While it can be comforting to be reminded of the rejection of other folk’s writing (esp. famous ones), the time spent “researching, studying,…” would be better spent on improving our craft.
All the pros of studying rejection letters have been exhausted. I’d be interested to see what some of the other readers of this post have to say. Perhaps there’s one pro that hasn’t seen the light of day. You’ve already pointed out the most important con: giving a writer false hope for their manuscript, which may need further work.
The most interesting rejection I received came from a male editor who told me, “While I like your story, I can’t sell anything to my committee that doesn’t have a female protagonist.” Mine, of course, was male. All of the other rejections followed a form.
The most important thing I’ve learned in the ten plus years I’ve been plowing this field is that the publishing industry is extremely fickle, and like everything else about this craft, highly subjective. Self publishing is becoming more and more acceptable as an alternative route for writers anxious to get their writing before the public.
But it’s a very trying route (as I’m learning). If rejection letters take the steam out of you, then think twice about self publishing. The “silence” can be just as daunting as any rejection letter. Still, I’m convinced it was the right path for me at this time. Those who have read my novel are very encouraging (and many are not family or friends). Their encouragement keeps me going.
Rejection’s never fun, Jim, but it’s good to see that you’re still convinced you’re on the right path for you. All the best!
Reading them doesn’t hurt. Clutching them does.
Ashley Prince says
I have not had a rejection letter because I have not actually sent anything for publication. I think your pros and cons really hit on the spot though.
One of the things I dread about turning in my manuscript, once I”m actually done of course, is the rejection letter. I just have this feeling that it’s not what’s “in”. If that makes sense.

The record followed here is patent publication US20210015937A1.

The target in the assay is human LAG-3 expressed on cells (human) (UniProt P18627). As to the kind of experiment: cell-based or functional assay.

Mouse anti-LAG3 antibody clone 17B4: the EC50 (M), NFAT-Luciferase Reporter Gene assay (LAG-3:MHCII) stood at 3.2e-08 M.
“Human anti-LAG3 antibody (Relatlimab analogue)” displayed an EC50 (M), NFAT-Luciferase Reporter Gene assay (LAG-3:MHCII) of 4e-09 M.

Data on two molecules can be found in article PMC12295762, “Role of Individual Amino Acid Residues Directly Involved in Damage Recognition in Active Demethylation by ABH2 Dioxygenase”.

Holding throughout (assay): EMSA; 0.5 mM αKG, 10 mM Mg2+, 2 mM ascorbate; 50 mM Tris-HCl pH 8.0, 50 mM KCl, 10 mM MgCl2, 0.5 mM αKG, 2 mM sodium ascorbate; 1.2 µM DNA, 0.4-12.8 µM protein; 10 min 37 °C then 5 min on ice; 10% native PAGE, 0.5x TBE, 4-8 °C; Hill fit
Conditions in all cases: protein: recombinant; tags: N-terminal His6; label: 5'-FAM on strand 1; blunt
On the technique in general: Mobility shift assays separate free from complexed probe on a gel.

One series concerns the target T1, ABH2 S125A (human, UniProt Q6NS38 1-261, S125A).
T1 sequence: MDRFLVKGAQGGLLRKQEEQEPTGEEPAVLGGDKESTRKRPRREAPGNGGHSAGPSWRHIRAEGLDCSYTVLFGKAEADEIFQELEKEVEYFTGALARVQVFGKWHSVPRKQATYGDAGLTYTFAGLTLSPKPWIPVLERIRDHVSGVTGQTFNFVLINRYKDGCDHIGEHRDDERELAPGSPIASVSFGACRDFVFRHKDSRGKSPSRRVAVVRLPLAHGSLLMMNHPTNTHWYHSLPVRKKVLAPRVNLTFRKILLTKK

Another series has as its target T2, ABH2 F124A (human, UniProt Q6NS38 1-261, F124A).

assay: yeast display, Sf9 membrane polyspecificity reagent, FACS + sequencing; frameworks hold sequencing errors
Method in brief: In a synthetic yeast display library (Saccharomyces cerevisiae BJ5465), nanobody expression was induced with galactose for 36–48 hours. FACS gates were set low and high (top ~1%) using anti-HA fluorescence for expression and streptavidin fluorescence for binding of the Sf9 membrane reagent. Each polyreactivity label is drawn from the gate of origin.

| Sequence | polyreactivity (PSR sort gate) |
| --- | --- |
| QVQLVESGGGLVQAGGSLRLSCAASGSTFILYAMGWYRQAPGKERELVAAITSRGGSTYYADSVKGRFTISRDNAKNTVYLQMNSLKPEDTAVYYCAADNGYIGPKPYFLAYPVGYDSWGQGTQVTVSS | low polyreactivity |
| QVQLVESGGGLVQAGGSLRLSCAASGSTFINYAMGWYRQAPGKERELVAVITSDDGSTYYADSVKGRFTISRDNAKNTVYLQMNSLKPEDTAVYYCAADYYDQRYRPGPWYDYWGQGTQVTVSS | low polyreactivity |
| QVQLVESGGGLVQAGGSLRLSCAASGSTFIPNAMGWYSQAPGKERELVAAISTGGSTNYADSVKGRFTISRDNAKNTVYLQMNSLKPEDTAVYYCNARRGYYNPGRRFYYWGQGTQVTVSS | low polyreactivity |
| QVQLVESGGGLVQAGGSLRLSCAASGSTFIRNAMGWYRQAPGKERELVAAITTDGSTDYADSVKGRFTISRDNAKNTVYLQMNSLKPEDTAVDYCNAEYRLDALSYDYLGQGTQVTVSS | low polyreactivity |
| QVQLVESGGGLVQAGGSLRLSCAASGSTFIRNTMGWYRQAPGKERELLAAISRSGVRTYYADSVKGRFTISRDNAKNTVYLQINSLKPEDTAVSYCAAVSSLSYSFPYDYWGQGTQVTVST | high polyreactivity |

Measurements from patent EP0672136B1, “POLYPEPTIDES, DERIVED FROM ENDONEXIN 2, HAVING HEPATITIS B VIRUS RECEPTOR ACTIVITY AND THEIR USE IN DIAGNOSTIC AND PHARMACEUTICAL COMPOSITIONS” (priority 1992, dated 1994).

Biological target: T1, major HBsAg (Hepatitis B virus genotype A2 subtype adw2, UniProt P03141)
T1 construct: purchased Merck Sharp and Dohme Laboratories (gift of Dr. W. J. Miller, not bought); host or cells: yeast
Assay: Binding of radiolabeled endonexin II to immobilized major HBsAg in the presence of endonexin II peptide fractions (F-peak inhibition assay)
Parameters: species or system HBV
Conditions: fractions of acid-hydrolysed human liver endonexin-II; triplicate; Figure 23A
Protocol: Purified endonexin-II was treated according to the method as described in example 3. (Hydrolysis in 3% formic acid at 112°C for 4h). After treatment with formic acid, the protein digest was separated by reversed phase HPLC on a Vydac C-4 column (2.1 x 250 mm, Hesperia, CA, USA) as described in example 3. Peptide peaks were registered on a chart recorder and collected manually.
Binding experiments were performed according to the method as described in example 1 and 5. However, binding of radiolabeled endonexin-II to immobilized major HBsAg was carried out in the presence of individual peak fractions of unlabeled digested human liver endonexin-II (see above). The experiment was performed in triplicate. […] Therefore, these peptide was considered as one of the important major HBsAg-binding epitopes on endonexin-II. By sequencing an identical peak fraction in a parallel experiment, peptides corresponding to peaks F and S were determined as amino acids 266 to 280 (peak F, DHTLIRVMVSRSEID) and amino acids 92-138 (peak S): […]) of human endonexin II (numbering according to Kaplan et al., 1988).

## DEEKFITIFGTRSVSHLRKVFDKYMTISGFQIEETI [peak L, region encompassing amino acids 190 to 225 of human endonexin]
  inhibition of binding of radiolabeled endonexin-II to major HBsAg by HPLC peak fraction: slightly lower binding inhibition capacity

Rejection letters can hurt, Ashley, but believe it or not, you’ll get to the point where you relish the ‘positive rejections.’ You know, the ones where they encourage you send more or write a personal note about what they liked and what they didn’t.
florence fois says
I don’t think it is productive to research rejections or to try to second guess as to “why” your story or novel was rejected. If there is critical advise, I read it carefully. If it’s a “thanks but no thanks” I go on to the next step. There are too many variables we cannot ferret out, so why spend the time? It could be that publisher or agent is not looking for what you wrote … and while some are kind enough to state this fact … spending more time researching the publisher or agent makes more sense than researching a rejection. You are a talented writer so just keep writing and sending and you’ll get where you want to be 🙂
” If there is critical advise, I read it carefully. If it’s a “thanks but no thanks” I go on to the next step. There are too many variables we cannot ferret out, so why spend the time?”
Couldn’t have put it better myself! And thanks for your encouragement 🙂
Ruth Greenwood says
It’s heartening to read the rejection letters of the later successful…and to gain from specific criticisms. However, the bulk of rejection letters are not that helpful, since most are either generic rejections because the work is not good enough or it does not fit what is needed.
As for rejection of the famous, I was rereading a songwriter forum I belong to…in which an already successful songwriter posted that his song would be the next single of a top artist. And then he posted that the record co. decided NOT to release his song as the next single. Weeks or months later, they changed their mind and DID release his song, which then debuted at the highest position of any single in any genre on the Billboard Top 100 since 1990. But they almost DIDN’T release it at all.
It’s definitely a tricky business out there—not just writing, but all manner of creative business. Like you say, there are never guarantees of success. I agree that the bulk of rejection letters are not very helpful, since they tend to be generic.